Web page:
Wairarapa News : July 10th 2013
10 WAIRARAPA NEWS, JULY 10, 2013 OPINION you say yes? ay yes to any of these, get tested for hepatitis C. It can be treated. drugs o or body piercing using unsterile equipment l attention when I was overseas d transfusion prior to 1992 prison Talk to your doctor or get a free test from The Hepatitis Foundation of New Zealand. Call 0800 33 20 10 or visit www.hepatitisfoundation.org.nz. Individuals pictured are models and are used for illustrative purposes only. World Hepatitis Day - 28 July 2013. Looking a gift horse in the mouth THE LONG VIEW CK LONG LV RIC Sir Owen Glenn: Generous to a fault? How far that little candle throws its beams. So shines a good deed in a naughty world.'' - Wil- liam Shakespeare An old schoolboy friend came to visit recently. Malcolm used to live over the road from our place and we went to primary school together. The family left Masterton when his father was transferred to Auckland. Malcolm at the time was in the third form at Wai- rarapa College. I had only seen him once since then, and that was about 40 years ago when I was being shown through Auckland s Southdown freezing works. Mal- colm left the chain and approached me wearing white overalls, matching gumboots and one of these silly hats workers in some food industries are obliged to wear. I didn t recognise him at first, but we shook hands and were only able to exchange a few words before my hosts hurried me on to the next section of that vast meat-processing plant. So I was delighted when a few months ago he turned up on our doorstep with his charming wife and over dinner we were able to catch up over the direction our paths had taken in the interven- ing sixty years. One interesting aspect of Malcolm s life was that he is a firm friend of Sir Owen Glenn. I was a little surprised given the disparity of incomes; the freezing worker and the multi- millionaire seemed like an unlikely mix. It turns out Malcolm and Owen played hockey together at Mount Roskill Grammar and following that with the college s old boys team. Owen then did the big OE to Europe and went on to make his fame and fortune establishing a freight-forwarding business. But he never forgot his old friend. Thanks to Owen s generosity Mal- colm has seen most of the world courtesy of Owen s luxury super- yacht. Whenever Owen planned a voyage of some significance he would send Malcolm air tickets to wherever the vessel was anchored and Malcolm would join him on the various jaunts. South America, the Caribbean, the Mediterranean; wherever Owen s whim would take them. Malcolm sent me a copy of Sir Owen s book Making a Difference. He needn t have; I had bought a copy the day after Malcolm left; I was so interested about what he had told me about Glenn. Autobi- ography s, unlike unauthorised biographies, are always going to show the author in a good light and certainly in this book, of which I now have two copies, Sir Owen looks like the thoroughly nice person that Malcolm described him as. There are lots of photos in the book and Malcolm appears in many of them. Glenn of course had shown huge generosity to this country which incidentally was not the country of his birth. He was born in Cal- cutta and his family emigrated to New Zealand when he was 12. His altruism knows no bounds particularly when you consider that he gave an ungrateful Win- ston Peters $100,000 to pay legal expenses and picked up a part- ownership of the struggling War- riors Rugby League team. And then there was the $7.5 million dollars to build the Busi- ness School premises on the cam- pus of the Auckland University and a half a million dollar a year matching scholarship to go with it.He has given generously to the Christchurch earthquake recovery programme, the National Aquatic Centre and a host of sporting bodies. He set up the Glenn Family Foundation with an initial donation of $8 million to build stronger communities in South Auckland where he used to live and more importantly he has pledged $80 million to an organis- ation of his own making, intent on improving the lot of children and families and reversing New Zea- land s horrific child abuse and domestic violence statistics. All this came tumbling down last week when a disputed revel- ation mischievously came to light disclosing that Sir Owen was charged with physically abusing a young woman, apparently a mem- ber of his family, in Hawaii in 2002. Culpable or not, Glenn took his lawyer s advice and entered a plea of no contest and when a pro- bationary period expired the charge was dismissed. Violence by men against women is inexcusable, but the tone of his autobiography strongly suggests this is a man with a hard business heart, but a soft personal one. Whether or not he was guilty as charged may never be known. However the subsequent petulant behaviour of some of those he orig- inally selected to aid him in his desire to survey the symptoms and chart a course to reduce the incidence of New Zealand s appal- ling family violence statistics, means the programme is now in jeopardy. Sir Owen s generosity to this country was surprising when by my reckoning he only lived here for about seven years as a teenager. He currently resides in Australia; if only Russell Crowe was as philanthropic. Real flaws in the rushed spy bill TALKING POLITICS GORDON CAMPBELL While Kim Dotcom s clash with Prime Minister John Key provided the main drama at the Intelligence and Security Committee hearings on the new GCSB legislation, other submitters highlighted the flaws in the draft bill. The Law Society, Tech Liberty and Internet NZ all made worth- while contributions to the com- mittee proceedings. Incredibly, as Tech Liberty s Thomas Beagle pointed out, the bill is completely silent on the gathering, analysis, sharing and storage of metadata, despite that being, as he said, an important part of modern surveillance and spying, and there is no doubt that the GCSB has been involved in its collection and analysis . Metadata includes, for instance, the information about when, where and between whom a pri- vate communication takes place. But there s no mention of where they can and can t get it from, Beagle noted, or how long they can keep it, or anything else. According to the Kitteridge report, the GCSB has repeatedly broken the current law while assisting other agencies, such as the police. However, as Internet NZ poin- ted out, once the surveillance assistance being provided by the GCSB becomes protected by the new law, a similar cone of secrecy and legal validation will be cast over the actions of those agencies it is assisting , even though with- out the GCSB s involvement, that may not have been the case. In the process, the oversight role of the Inspector-General will be rendered virtually meaning- less, because if all communi- cations and metadata analyses based on them potentially become fair game for the GCSB in future, then the Inspector-General would be virtually compelled to sign off each and every privacy intrusion as being justified. Allegedly, the new bill exists because of unclear language in the current act. Yet in key provisions, the draft bill is less clear than the legis- lation it seeks to replace. Section 8B of the draft bill, for instance, authorises gathering information about information infrastructures by the GCSB, without defining what infor- mation infrastructures actually mean or encompass. Also, as the Law Commission chairman Sir Grant Hammond has pointed out, no clear defi- nition of even a basic term like private communication exists within the draft bill. Such flaws have only helped to substantiate the wider points being made by Dotcom. Namely, that the new bill creates a system of mass surveil- lance that significantly erodes the privacy rights of all New Zealand- ers. Moreover, the bill is being rus- hed through Parliament under urgency before the Government has made any case as to why it is necessary. Rhetoric aside, the proposed legislation significantly expands the GCSB s tight focus on external intelligence by adding an ill- defined involvement in domestic spying. Lastly (and ironically), for a security bill packaged as a defence of New Zealand s economic well- being, the lack of proper bound- aries and oversight safeguards threatens to damage this country s hi-tech and intellectual property (IP) sectors. To that extent, the draft bill could well undermine the Govern- ment s $1.5 billion investment in faster broadband. Already, Google has warned about the backlash against New Zealand that the GCSB bill is likely to ignite. Yet to date, there has been no cost-benefit analysis of the impact of that bill on the IP and hi-tech sectors that it purports to defend. In sum, Kim Dotcom may be the least of the Government s prob- lems with the GCSB bill.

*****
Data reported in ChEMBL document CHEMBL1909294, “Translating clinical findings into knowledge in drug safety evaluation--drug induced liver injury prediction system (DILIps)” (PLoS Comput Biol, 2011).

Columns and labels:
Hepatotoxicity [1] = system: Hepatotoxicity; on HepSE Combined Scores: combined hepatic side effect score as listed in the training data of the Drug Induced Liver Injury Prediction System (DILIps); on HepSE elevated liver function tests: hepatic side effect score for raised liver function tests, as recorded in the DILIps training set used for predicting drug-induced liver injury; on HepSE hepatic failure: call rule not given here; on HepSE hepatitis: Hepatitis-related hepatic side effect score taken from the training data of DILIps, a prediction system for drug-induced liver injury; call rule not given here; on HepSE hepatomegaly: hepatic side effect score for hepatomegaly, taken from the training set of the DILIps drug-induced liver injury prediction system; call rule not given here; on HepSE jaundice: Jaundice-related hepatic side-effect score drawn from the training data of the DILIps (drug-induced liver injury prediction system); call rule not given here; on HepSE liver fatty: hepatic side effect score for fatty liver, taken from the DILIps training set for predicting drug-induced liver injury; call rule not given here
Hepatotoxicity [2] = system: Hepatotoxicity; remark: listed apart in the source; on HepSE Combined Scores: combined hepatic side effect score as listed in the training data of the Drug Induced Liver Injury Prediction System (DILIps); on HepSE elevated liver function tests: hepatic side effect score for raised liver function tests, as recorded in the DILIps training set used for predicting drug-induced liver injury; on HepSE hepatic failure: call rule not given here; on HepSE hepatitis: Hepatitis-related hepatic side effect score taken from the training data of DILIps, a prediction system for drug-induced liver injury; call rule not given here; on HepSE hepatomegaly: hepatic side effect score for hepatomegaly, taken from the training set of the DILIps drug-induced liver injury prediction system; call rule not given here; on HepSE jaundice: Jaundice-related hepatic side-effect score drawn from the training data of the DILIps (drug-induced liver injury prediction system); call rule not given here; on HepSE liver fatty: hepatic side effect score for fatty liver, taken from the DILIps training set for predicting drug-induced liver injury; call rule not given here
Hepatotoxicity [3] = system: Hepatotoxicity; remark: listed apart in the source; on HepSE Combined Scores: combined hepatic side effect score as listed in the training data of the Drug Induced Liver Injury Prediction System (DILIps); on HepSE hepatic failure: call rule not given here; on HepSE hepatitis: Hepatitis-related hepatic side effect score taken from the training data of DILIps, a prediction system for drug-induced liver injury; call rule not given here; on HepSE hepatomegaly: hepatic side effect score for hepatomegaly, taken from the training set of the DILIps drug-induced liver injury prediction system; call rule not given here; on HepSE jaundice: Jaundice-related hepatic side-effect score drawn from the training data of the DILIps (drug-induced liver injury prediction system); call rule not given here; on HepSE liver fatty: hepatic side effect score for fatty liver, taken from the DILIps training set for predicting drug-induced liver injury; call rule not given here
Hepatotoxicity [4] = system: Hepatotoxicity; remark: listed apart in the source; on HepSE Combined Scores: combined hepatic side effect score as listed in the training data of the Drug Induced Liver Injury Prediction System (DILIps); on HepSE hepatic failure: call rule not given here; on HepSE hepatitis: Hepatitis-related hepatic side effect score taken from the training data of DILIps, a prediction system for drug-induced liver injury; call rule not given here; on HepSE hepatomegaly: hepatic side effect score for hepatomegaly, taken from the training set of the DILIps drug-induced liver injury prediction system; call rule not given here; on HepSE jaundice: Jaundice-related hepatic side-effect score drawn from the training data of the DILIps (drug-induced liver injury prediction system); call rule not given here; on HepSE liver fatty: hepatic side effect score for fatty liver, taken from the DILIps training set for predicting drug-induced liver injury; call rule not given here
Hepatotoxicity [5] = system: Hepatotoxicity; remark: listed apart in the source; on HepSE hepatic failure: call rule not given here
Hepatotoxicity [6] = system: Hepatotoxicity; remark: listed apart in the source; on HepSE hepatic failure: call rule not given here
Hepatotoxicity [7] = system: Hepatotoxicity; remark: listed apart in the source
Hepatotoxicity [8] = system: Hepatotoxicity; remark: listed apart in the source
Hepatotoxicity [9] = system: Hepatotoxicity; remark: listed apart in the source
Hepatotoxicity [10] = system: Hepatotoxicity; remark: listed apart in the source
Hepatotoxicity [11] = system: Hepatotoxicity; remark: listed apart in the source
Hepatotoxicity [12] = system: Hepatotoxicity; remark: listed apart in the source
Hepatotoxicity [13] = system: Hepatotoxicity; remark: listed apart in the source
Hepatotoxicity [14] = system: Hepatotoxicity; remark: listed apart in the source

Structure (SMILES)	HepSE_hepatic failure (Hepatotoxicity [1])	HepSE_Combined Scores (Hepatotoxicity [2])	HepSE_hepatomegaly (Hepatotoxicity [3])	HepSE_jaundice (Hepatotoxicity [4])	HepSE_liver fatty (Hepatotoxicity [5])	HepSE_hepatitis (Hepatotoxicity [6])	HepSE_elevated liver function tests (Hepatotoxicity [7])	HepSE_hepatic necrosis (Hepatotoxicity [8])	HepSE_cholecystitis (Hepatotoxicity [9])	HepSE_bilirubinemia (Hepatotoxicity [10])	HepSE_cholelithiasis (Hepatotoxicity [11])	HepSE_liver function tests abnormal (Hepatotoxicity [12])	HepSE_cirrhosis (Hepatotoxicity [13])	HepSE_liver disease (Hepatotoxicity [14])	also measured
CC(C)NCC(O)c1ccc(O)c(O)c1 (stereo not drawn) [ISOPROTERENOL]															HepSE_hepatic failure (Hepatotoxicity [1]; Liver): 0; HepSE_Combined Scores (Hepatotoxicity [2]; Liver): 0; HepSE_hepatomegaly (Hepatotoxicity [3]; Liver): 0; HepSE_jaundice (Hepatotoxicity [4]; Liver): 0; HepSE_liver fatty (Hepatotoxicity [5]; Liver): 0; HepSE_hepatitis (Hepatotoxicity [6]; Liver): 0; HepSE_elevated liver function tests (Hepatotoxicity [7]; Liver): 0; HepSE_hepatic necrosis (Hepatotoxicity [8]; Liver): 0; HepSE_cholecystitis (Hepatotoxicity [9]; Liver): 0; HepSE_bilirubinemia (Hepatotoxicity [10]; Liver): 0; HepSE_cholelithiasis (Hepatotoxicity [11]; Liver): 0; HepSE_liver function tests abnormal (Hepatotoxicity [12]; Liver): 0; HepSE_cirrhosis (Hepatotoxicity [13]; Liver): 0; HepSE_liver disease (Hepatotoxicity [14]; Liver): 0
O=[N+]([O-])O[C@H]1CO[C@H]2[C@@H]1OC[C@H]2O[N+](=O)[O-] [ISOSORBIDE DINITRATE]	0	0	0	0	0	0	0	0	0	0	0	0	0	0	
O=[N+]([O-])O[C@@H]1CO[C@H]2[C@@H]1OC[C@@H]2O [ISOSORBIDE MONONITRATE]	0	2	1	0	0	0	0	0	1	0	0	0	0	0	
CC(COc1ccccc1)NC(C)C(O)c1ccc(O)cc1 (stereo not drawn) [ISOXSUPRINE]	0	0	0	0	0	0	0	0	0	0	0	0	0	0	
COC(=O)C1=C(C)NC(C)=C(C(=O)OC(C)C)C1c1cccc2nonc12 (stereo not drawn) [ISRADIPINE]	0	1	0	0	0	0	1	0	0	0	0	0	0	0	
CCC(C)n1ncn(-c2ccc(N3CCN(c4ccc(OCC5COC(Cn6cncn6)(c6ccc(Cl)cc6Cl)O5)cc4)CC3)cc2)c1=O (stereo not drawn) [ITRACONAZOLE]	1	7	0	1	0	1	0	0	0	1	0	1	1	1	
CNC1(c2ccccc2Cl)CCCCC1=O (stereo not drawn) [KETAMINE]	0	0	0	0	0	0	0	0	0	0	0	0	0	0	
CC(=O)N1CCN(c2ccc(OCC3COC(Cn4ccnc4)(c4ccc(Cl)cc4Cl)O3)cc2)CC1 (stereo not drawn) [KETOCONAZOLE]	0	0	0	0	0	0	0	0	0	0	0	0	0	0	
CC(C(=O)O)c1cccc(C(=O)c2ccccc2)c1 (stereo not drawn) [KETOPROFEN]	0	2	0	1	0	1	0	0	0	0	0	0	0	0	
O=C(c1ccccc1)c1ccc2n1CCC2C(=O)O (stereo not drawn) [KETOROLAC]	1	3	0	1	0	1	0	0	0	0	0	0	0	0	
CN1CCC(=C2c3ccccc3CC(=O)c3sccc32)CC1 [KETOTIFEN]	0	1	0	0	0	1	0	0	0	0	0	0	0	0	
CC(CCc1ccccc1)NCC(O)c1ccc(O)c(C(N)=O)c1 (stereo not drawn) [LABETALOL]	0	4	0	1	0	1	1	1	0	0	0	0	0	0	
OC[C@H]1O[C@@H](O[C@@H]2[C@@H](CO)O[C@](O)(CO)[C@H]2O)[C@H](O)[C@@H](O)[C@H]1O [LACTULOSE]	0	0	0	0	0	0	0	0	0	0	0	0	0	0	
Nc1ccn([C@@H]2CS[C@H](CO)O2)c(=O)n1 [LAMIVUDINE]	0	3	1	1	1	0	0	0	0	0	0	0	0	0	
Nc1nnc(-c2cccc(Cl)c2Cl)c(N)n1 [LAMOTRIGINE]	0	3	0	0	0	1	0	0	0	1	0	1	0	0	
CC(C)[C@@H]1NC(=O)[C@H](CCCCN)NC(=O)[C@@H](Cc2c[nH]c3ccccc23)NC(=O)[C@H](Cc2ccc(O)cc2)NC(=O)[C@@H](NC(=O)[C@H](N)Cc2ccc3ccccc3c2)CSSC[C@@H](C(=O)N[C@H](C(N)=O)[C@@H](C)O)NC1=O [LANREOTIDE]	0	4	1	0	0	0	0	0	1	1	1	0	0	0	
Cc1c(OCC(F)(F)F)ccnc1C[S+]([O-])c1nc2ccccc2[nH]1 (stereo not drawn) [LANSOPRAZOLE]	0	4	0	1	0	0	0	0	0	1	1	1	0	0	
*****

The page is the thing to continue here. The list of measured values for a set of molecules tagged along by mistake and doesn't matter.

July 3rd 2013
July 17th 2013